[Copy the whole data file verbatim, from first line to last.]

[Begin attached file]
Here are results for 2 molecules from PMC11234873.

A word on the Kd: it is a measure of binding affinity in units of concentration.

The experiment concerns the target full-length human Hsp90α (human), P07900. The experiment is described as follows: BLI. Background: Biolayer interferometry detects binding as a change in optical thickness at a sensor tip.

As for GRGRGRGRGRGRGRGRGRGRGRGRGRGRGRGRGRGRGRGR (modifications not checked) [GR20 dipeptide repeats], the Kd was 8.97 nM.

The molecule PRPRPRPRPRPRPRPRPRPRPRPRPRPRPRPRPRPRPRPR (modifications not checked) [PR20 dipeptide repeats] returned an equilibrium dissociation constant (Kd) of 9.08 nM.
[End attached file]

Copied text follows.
Here are results for 2 molecules from PMC11234873.

A word on the Kd: it is a measure of binding affinity in units of concentration.

The experiment concerns the target full-length human Hsp90α (human), P07900. The experiment is described as follows: BLI. Background: Biolayer interferometry detects binding as a change in optical thickness at a sensor tip.

As for GRGRGRGRGRGRGRGRGRGRGRGRGRGRGRGRGRGRGRGR (modifications not checked) [GR20 dipeptide repeats], the Kd was 8.97 nM.

The molecule PRPRPRPRPRPRPRPRPRPRPRPRPRPRPRPRPRPRPRPR (modifications not checked) [PR20 dipeptide repeats] returned an equilibrium dissociation constant (Kd) of 9.08 nM.